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'99 Subaru Outback, 200K, 4th blown head-gasket was a killer!

Daughter’s Outback (now at Grand Rapids MI dealer’s lot) suffering 4th blown head gasket; diagnosed as having a “warped block”. Me thinks the warped block was there from the get-go!. Corporate says "Three head-gaskets? Unheard of! Well, two were replaced by Dealers, one by Independent and now the 4th seems to be fatal.

$600.00 to diagnose this 4-Act tragedy. What to do? What was probably a $2200.00 auto to transport to work to pay for 6-figure student loan is now a negative $500.00 and bicycle.
What would you do?

In my opinion the car should be sold for salvage value. It is too old to continue pouring big money into it. Subaru did have more gasket issues with the pre 2000 models but four sets of gaskets is really unheard of. If you can find a newer model Subaru after 2002 I think that would be a better way to go. Hopefully this won’t leave you with a bad impression of Subarus as they are good cars. Something was missed or not done right on the repair of the one you have. Whatever it is, I wouldn’t try to fix it now. Move on to something newer, even if it isn’t another Soob.

In addition to agreeing with Cougar’s post, I am also in agreement with the OP’s opinion that the block (or more likely, the cylinder heads) was warped as a result of the first overheating incident. Putting new head gaskets onto warped cylinder heads is an exercise in futility and this type of screw-up by a mechanic will prove to be very costly for the hapless car owner.

Corporate stated that there were “issues” w/ '99 models but the VIN # of this vehicle wasn’t in the “group impacted” and . . . those affected received letters and a four-year period to respond. FMI . . . is the VIN # the most reliable way to cull problem production?

I’ve heard of “oval” cylinders in F-150’s years back and Ford, in the end, rescued owner’s as not every piston was “oval” . . . Oh, Well, answer me this:

Is it unreasonable given the seemingly high incidence of head gasket issues, to pursue with Corporate, a voucher (on a certified used Subaru) in an amount relecting the the worth of the car plus diagnosis fee and tow charges?

And what might that be? $3500.00?

The car was worth XXX until the instant it blew. Never have I heard of an engine replacement in a car serviced so faithfully. At times, I think her net worth was in Subaru Bucks (a currency I had not heard of) less Student Loans.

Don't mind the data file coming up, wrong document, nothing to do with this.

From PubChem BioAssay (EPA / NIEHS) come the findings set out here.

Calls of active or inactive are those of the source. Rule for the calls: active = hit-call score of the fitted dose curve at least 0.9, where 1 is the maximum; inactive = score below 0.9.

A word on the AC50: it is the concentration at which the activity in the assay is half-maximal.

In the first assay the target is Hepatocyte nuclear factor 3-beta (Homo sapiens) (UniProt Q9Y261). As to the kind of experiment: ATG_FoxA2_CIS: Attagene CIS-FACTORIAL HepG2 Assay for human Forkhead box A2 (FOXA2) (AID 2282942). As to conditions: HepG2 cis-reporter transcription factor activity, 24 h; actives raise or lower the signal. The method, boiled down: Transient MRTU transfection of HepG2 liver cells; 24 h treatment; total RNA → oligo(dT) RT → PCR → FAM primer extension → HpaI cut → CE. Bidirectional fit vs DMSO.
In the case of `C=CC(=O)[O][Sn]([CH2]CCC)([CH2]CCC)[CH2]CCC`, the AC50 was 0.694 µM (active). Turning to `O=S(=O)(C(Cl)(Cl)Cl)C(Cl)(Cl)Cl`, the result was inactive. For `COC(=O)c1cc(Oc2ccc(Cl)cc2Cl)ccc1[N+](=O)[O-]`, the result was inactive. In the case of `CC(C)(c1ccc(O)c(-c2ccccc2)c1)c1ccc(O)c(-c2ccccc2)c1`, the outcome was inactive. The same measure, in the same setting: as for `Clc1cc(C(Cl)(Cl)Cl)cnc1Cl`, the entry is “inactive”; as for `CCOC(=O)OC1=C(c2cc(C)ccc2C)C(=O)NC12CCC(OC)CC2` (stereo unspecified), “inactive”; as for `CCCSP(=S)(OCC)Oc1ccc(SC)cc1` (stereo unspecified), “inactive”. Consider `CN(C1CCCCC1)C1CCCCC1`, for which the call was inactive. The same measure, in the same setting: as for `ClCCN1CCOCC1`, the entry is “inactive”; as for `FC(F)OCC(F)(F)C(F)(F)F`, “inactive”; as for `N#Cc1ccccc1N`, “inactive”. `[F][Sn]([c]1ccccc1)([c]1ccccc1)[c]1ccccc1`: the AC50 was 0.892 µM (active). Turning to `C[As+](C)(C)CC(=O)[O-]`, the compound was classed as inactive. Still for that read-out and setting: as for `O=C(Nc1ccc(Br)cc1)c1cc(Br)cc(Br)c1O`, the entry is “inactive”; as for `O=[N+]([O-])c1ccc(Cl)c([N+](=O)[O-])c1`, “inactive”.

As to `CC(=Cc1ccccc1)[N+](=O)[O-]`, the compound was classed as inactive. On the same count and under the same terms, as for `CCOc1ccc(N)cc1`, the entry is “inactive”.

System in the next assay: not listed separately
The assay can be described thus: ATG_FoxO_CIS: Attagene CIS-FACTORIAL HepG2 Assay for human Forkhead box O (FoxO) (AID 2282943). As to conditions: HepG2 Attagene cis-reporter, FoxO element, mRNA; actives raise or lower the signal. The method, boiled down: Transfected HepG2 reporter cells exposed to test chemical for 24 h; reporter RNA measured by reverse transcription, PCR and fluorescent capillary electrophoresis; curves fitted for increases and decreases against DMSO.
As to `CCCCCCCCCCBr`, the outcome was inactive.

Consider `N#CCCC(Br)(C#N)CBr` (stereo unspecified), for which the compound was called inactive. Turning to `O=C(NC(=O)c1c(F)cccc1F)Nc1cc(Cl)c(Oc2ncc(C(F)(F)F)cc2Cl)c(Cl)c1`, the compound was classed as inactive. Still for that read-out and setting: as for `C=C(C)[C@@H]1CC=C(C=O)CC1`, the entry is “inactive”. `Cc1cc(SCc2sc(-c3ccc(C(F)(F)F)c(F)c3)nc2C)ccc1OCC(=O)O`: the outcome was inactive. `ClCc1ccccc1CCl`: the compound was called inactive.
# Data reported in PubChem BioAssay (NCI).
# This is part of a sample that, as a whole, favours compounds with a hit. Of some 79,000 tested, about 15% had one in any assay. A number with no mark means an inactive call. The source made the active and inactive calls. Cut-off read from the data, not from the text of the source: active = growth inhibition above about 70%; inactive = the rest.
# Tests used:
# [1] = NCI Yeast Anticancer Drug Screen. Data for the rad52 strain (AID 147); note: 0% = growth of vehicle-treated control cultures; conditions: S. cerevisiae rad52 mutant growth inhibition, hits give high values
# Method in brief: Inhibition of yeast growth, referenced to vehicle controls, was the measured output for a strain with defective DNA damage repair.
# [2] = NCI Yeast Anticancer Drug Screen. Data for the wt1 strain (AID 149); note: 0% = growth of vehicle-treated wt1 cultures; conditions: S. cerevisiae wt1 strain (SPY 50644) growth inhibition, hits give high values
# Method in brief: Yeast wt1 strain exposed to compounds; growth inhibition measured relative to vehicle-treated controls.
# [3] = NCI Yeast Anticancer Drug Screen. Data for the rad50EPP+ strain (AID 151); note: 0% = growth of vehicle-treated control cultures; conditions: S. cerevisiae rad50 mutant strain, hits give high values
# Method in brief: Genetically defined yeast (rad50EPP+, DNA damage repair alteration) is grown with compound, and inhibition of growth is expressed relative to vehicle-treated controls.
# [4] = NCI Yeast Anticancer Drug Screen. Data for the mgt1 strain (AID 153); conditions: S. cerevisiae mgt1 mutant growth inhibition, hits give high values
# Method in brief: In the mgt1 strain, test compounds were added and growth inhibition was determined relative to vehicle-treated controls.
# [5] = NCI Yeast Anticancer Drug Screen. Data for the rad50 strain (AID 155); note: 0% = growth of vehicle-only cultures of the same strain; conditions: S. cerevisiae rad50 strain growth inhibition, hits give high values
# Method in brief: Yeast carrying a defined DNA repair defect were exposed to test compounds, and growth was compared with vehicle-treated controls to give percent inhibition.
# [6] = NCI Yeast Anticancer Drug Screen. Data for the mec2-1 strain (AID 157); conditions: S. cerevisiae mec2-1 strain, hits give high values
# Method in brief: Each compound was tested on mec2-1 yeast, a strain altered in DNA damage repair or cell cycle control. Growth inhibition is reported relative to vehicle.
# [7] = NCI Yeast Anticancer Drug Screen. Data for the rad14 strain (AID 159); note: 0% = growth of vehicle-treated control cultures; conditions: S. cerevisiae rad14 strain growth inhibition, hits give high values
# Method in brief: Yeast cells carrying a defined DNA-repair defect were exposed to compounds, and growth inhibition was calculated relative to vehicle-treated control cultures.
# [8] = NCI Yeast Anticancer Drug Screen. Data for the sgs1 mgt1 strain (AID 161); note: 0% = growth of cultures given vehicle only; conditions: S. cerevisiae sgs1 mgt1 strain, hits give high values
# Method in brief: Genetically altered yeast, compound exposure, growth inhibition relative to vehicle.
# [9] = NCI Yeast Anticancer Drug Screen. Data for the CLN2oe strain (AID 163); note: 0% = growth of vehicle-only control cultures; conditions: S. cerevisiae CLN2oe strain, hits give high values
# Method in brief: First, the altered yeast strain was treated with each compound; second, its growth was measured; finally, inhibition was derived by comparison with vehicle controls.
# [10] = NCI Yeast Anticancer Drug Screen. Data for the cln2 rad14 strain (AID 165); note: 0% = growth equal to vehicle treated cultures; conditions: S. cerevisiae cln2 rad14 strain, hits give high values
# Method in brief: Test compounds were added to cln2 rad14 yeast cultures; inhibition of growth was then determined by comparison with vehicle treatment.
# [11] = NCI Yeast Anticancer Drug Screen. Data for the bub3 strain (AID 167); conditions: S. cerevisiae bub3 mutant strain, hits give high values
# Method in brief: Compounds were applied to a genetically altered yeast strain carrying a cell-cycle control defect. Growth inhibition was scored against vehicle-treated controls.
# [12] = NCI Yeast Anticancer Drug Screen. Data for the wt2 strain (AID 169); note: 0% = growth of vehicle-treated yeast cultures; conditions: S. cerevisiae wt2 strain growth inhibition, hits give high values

A Subaru will not take overheating kindly. As to repeated failures there is not enough known about this problem to determine where to place the blame.

If the temp gauge is heading north towards HOT and she does not stop then that’s her fault.
If the cylinder heads and engine block are not checked for warpage while replacing a head gasket then that’s on the shop who failed to do so.

There are a number of other things that should be done during a head gasket job on a Subaru which I will not go into at this point. However, if the job is done properly (key word) and the engine is not pushed to overheating then a head gasket job should last the duration.

I would add that even many dealer mechanics apparently fail to do this job properly.
If the mechanic who replaced the head gaskets said he did it by the book then for starters ask to see the precision straight edge he used to check cylinder head and block flatness.

Don’t put much faith into what corporate Subaru says. They lie; a lot. I say that as an ex-Subaru dealer mechanic and shop foreman. They would lie through their teeth to me as a shop foreman sticking up for a customer who honestly deserved some consideration so why would one expect them to do otherwise with anyone else.
Also note that when it comes to VIN spreads Subaru (like all car makers) like to keep that spread as narrow as possible. Cars outside the spread frequently suffer the same problems and causes of those problems as the vehicles mentioned in the spread.

I’ll be really surprised if you get anything from Subaru for a '99 with 200K miles. Think about it.

Subarus do not take kindly to overheating, and I think the damage was done the first time it overheated, whenever that was. The subsequent head gasket failures were probably caused by not correcting whatever was warped (head or block) during the first overheating incident.

Sad to say, but Subarus of this vintage are famous for head gasket problems. You’re just one more in a long line of Subaru owners with an expensive head gasket repair bill on your hands.

I have to ask, didn’t you think it was odd the SECOND time the head gaskets failed? What about the third time? Why is it such a major issue now, when the head gaskets have failed for the forth time?

You should have figured out what was going on a long time ago.

$600 to diagnose a failed head gasket? You’ve been robbed.

Just out of curiosity, is it the left or the right head gasket that fails? Is it the same one each time?

I own a '96 Subaru Outback with the 2.5L engine. These engines are all prone to headgasket failure. Take a look a the Subaru Outback owner forum and find the link to headgasket issues. You will see that there is a report form there, and even just the first couple of pages makes it very clear that repeated failures are not unusual.

I echo the sentiment about not putting more $$ into this. I don’t think it is worth it - the catalytic converter and the transmission are other issues that may be waiting for you as well - not because these have chronic issues, but because the car is getting a little long in the tooth, so to speak. Just my two cents - sorry this happened to you.